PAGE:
Mr Hagen had prepared for the Court a table of adjusted results after allowing for NZDB cost model changes, showing a net gain to Tui shareholders as follows:
|Tui standalone forecast||35||37||40<|
|Less accumulative cost model changes||(3)||(9)||(10)<|
|Less business development programme||(10)<|
|Plus actual NZDB base price||318||300||325<|
|Adjusted Tui standalone forecast||350||328||345<|
|Actual Tui Supplier received||354||328||352<|
|(after merger and differential)<|
|Net Tui gain||4||0||7<|
 There seems no reason not to accept Mr Hagen's analysis and to therefore conclude that the payout received by the former Tui shareholders is more than they could have expected to receive had Tui remained stand-alone and survived supplier loss in the wake of the merger not proceeding.
FAIR TRADING ACT 1986 CLAIMS
 The Fair Trading Act 1986 claims fail against each of the defendants because I have found that no evidential basis exists for the allegations of misleading or deceptive conduct on the part of the Tui/Kiwi defendants, or negligent misstatement by EY and Mr Jensen.
 Furthermore, the plaintiffs' claim appears to be time barred by virtue of s 43(5) of the Fair Trading Act 1986. Pursuant to s 43 an application for relief must be made within three years from the time in the matter giving rise to the application occurred (s 43(5)).
 So far as the claims against the Tui/Kiwi defendants are concerned, the matters pleaded as "conducted" in the statement of claim do not extend beyond 11 September 1996, when the Operating Scenario was published to the Tui shareholders. This proceeding was not issued until 23 September 1999, more than three years after the allegedly infringing conduct occurred and therefore outside the limitation period for issuing proceedings under the Fair Trading Act.
 Insofar as the EY Jensen report is concerned, it was issued on about 17 September 1996 and it is a reasonable inference that it was received by the plaintiffs no later than 20 September 1996. Therefore any allegedly infringing conduct on the part of EY and Mr Jensen also occurred outside the limitation period for issuing proceedings under the Fair Trading Act and is time barred.
 There is a cross claim by Mr Jensen against the EY defendants. This is based on Mr Jensen' s lack of competence to advise on any issues that were of a financial accounting and taxation nature, which were properly the province and responsibility of the EY team members. He therefore claimed entitlement to rely on the EY defendants findings on those issues when concurring with them on the conclusion that the merger was fair and in the best interests of Tui shareholders.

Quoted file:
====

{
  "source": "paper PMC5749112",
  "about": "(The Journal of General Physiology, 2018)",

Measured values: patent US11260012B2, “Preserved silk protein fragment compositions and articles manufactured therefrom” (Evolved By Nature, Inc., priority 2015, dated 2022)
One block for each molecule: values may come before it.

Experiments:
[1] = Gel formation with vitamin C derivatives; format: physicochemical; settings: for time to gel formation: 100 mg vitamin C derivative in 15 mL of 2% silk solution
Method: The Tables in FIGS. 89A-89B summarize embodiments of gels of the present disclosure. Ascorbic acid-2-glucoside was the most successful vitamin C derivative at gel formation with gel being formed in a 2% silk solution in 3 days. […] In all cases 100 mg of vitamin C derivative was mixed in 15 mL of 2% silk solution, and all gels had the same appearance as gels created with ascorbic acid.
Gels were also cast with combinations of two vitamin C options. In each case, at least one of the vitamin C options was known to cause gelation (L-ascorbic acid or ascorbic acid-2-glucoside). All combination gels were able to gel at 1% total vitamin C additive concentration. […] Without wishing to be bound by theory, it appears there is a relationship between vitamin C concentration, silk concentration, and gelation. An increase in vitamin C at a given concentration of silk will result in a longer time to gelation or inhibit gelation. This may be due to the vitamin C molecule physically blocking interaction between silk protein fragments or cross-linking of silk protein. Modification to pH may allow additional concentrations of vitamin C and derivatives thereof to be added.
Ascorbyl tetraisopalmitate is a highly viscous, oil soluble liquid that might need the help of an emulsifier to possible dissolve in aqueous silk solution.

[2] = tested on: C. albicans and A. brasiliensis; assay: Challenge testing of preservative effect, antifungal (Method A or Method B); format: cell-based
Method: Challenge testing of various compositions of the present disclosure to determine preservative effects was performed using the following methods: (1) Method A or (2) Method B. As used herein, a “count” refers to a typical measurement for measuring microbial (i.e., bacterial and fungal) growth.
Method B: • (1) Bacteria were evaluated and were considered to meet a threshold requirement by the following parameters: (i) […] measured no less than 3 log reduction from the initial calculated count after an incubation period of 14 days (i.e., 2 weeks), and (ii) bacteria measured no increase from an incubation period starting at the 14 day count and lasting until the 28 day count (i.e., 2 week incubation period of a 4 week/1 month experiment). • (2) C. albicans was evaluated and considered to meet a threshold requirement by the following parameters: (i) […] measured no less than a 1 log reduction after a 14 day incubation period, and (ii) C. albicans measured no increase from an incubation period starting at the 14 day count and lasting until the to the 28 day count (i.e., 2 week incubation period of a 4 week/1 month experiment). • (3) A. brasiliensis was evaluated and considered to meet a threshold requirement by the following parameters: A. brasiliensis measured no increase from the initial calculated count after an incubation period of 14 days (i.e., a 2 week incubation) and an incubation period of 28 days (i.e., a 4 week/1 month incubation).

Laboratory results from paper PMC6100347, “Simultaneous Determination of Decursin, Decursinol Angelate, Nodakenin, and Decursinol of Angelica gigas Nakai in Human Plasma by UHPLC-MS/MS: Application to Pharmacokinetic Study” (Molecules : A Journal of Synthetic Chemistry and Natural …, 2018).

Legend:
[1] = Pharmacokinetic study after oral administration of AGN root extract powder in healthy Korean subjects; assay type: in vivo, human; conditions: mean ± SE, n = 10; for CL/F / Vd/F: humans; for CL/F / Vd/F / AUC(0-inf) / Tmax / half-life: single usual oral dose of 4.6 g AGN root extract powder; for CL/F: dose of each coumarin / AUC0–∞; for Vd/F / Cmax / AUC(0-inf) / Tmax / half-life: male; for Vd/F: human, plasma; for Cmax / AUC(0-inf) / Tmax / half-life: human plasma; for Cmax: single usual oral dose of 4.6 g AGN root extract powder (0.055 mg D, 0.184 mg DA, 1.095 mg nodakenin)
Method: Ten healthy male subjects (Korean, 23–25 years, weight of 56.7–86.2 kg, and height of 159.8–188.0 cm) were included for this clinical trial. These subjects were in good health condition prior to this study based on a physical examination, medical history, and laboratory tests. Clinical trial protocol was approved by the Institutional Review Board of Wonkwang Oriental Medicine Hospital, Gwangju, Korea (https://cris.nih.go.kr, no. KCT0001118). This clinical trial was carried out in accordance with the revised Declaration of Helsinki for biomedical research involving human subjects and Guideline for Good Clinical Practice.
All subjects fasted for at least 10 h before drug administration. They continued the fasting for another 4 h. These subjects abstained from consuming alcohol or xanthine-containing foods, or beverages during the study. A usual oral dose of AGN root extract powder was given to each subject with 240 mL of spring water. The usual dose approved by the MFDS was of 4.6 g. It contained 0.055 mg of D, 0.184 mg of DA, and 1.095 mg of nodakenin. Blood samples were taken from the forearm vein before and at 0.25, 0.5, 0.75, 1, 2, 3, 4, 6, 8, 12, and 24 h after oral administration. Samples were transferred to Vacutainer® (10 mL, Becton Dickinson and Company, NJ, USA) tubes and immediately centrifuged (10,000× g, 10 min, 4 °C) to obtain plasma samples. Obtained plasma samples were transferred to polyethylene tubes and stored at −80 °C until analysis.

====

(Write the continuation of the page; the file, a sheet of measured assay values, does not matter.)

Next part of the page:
As I have found there was no basis to the plaintiffs' claim in relation to the EY Jensen report, Mr Jensen's cross claim is effectively redundant and can be dismissed.
 A summary of my findings in relation to each cause of action follows.
Cause of Action 1: I am satisfied that there was jurisdiction to hold the 27 September 1996 EGM and this cause of action must fail accordingly.
Cause of Action 2: I am satisfied that there was no deceitful conduct by Kiwi, Messrs Norgate, Young or the Tui board to obtain a "Yes" vote to the special resolution at the 27 September 1996 EGM. The claim against Kiwi must fail in any case, as Kiwi was a representor who became a party to the merger contract and cannot therefore be sued in tort for deceit in relation to that contract.
Cause of Action 3: I am satisfied there was no deceit by Mr Young as to whether the merger model had been "audited" by KPMG. Again the claim against Kiwi in this cause of action must also fail for the further reason that Kiwi was a representor who became a party to the merger contract.
Cause of Action 5: I am satisfied that there ere no deceitful misrepresentations by Kiwi, Messrs Norgate and Young in July 1996 that Kiwi had 200-300 applications from Tui suppliers to supply Kiwi in the 1996/1997 or 1997 11998 season. Again the claim against Kiwi also fails on the basis that Kiwi was a party to the merger contract.
Cause of Action 7: I am satisfied that there was no deceit by Kiwi or Mr Young in concealing and not disclosing the agreement to acquire an interest in Mainland. Again the claim against Kiwi fails on the basis that Kiwi was a party to the merger contract.
Cause of Action 8,9,10: I am satisfied there was no breach or failure of duty of care by EY or Mr Jensen in providing an independent review report and no breach of duty of care in relation to the Executive Summary to that report.